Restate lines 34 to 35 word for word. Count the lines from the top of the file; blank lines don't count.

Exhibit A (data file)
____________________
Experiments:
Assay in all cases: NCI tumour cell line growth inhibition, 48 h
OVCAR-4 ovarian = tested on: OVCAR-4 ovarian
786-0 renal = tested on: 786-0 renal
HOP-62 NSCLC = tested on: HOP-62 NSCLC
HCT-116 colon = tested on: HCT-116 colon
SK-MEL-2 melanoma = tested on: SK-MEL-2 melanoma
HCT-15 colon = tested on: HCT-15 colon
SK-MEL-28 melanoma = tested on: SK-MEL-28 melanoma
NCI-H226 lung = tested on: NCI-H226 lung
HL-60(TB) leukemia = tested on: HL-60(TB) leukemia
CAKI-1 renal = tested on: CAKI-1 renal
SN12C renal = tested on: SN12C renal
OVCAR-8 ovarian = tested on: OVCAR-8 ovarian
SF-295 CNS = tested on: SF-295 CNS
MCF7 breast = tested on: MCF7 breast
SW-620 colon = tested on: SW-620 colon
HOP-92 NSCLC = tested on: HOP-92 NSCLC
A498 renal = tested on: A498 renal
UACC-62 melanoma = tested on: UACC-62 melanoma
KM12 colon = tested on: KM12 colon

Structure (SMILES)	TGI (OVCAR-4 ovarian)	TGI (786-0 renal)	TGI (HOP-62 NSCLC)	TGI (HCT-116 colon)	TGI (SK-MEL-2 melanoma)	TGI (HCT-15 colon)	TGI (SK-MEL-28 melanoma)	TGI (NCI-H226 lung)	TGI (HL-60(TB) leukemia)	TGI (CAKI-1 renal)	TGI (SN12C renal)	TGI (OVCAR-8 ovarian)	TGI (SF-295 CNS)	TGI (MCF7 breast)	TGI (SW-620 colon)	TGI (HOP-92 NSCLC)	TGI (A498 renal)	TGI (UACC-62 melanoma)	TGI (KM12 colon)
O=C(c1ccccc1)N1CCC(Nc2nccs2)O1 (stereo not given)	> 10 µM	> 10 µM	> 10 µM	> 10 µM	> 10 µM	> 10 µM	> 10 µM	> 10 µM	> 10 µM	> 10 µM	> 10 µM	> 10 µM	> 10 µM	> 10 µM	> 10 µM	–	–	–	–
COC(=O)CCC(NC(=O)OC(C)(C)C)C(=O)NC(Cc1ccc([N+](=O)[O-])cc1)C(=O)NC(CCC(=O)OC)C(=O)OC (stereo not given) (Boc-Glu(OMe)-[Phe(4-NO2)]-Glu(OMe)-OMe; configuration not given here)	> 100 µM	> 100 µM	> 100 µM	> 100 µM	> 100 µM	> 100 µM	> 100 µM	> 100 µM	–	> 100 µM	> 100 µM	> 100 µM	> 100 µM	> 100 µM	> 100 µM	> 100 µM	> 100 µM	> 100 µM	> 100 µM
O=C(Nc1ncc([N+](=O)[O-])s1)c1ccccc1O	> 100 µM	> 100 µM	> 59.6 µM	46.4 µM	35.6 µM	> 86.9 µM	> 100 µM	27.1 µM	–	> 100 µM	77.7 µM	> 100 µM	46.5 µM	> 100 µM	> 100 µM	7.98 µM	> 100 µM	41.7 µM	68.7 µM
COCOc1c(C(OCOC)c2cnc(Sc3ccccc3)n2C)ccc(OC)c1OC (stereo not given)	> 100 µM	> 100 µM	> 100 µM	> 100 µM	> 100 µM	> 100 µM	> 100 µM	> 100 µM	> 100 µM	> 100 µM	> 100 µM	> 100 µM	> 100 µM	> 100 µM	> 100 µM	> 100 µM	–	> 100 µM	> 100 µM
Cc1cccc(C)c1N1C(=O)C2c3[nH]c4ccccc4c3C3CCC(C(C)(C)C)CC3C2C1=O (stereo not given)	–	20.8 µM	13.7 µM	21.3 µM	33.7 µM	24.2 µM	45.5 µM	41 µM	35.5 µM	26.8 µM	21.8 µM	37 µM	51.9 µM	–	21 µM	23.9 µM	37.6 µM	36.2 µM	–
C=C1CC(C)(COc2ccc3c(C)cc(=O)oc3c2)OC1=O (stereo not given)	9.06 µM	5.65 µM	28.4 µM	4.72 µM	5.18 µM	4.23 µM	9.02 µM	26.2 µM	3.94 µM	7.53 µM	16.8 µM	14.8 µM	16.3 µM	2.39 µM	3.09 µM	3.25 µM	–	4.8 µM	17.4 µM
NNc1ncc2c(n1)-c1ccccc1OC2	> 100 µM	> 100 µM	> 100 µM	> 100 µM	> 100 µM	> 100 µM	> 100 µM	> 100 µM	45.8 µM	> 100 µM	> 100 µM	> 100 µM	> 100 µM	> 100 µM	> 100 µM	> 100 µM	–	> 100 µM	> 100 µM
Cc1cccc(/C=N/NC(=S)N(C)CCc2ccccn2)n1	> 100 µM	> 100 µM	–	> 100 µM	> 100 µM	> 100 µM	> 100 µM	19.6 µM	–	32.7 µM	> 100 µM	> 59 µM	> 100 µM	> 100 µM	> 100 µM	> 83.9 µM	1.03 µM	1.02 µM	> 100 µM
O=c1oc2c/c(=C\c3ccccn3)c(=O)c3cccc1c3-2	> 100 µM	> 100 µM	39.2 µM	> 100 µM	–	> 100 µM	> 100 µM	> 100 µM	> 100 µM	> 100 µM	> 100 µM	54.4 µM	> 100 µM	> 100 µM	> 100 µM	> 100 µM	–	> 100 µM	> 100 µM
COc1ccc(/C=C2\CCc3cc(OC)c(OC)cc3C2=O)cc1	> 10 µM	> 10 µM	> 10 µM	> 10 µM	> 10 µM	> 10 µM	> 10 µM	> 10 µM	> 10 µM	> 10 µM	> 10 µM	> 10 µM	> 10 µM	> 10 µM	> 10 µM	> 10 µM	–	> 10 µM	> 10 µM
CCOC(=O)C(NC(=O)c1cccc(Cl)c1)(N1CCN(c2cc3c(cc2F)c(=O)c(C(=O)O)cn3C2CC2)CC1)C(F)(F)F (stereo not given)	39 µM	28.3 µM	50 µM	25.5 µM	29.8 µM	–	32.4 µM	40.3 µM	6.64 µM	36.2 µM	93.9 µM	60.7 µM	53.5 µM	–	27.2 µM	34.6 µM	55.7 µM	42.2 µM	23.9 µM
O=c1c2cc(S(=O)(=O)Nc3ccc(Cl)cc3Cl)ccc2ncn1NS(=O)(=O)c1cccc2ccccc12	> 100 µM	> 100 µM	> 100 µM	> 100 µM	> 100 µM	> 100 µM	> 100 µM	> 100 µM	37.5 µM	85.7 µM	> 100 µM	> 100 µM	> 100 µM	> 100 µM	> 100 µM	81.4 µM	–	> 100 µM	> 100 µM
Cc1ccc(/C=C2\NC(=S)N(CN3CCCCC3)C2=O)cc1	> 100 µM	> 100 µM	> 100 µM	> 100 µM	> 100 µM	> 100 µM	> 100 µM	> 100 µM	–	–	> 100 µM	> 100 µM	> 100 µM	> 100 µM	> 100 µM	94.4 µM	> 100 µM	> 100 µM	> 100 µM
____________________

O=c1c2cc(S(=O)(=O)Nc3ccc(Cl)cc3Cl)ccc2ncn1NS(=O)(=O)c1cccc2ccccc12	> 100 µM	> 100 µM	> 100 µM	> 100 µM	> 100 µM	> 100 µM	> 100 µM	> 100 µM	37.5 µM	85.7 µM	> 100 µM	> 100 µM	> 100 µM	> 100 µM	> 100 µM	81.4 µM	–	> 100 µM	> 100 µM
Cc1ccc(/C=C2\NC(=S)N(CN3CCCCC3)C2=O)cc1	> 100 µM	> 100 µM	> 100 µM	> 100 µM	> 100 µM	> 100 µM	> 100 µM	> 100 µM	–	–	> 100 µM	> 100 µM	> 100 µM	> 100 µM	> 100 µM	94.4 µM	> 100 µM	> 100 µM	> 100 µM